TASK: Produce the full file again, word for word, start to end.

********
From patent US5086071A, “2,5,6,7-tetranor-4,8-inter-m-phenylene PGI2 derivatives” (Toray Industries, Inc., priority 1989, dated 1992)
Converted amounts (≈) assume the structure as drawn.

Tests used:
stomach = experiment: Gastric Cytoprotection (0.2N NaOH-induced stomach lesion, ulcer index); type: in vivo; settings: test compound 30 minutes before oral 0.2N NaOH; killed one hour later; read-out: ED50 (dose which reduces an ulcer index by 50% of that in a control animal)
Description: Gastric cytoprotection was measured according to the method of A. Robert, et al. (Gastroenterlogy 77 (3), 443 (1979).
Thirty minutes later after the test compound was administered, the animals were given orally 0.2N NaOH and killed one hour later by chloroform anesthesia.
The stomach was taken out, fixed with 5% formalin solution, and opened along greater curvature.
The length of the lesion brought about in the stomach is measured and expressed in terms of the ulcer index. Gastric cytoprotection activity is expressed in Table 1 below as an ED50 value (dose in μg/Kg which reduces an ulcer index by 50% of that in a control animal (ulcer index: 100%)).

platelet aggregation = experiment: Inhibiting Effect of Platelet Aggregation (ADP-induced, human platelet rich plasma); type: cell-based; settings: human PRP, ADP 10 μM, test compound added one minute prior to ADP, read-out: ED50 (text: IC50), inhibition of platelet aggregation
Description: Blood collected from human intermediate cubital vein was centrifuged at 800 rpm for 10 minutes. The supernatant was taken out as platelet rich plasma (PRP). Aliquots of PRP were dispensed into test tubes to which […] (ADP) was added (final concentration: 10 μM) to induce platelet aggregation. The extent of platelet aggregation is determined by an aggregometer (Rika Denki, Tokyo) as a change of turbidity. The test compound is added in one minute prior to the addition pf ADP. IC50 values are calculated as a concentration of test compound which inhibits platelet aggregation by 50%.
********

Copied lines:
From patent US5086071A, “2,5,6,7-tetranor-4,8-inter-m-phenylene PGI2 derivatives” (Toray Industries, Inc., priority 1989, dated 1992)
Converted amounts (≈) assume the structure as drawn.

Tests used:
stomach = experiment: Gastric Cytoprotection (0.2N NaOH-induced stomach lesion, ulcer index); type: in vivo; settings: test compound 30 minutes before oral 0.2N NaOH; killed one hour later; read-out: ED50 (dose which reduces an ulcer index by 50% of that in a control animal)
Description: Gastric cytoprotection was measured according to the method of A. Robert, et al. (Gastroenterlogy 77 (3), 443 (1979).
Thirty minutes later after the test compound was administered, the animals were given orally 0.2N NaOH and killed one hour later by chloroform anesthesia.
The stomach was taken out, fixed with 5% formalin solution, and opened along greater curvature.
The length of the lesion brought about in the stomach is measured and expressed in terms of the ulcer index. Gastric cytoprotection activity is expressed in Table 1 below as an ED50 value (dose in μg/Kg which reduces an ulcer index by 50% of that in a control animal (ulcer index: 100%)).

platelet aggregation = experiment: Inhibiting Effect of Platelet Aggregation (ADP-induced, human platelet rich plasma); type: cell-based; settings: human PRP, ADP 10 μM, test compound added one minute prior to ADP, read-out: ED50 (text: IC50), inhibition of platelet aggregation
Description: Blood collected from human intermediate cubital vein was centrifuged at 800 rpm for 10 minutes. The supernatant was taken out as platelet rich plasma (PRP). Aliquots of PRP were dispensed into test tubes to which […] (ADP) was added (final concentration: 10 μM) to induce platelet aggregation. The extent of platelet aggregation is determined by an aggregometer (Rika Denki, Tokyo) as a change of turbidity. The test compound is added in one minute prior to the addition pf ADP. IC50 values are calculated as a concentration of test compound which inhibits platelet aggregation by 50%.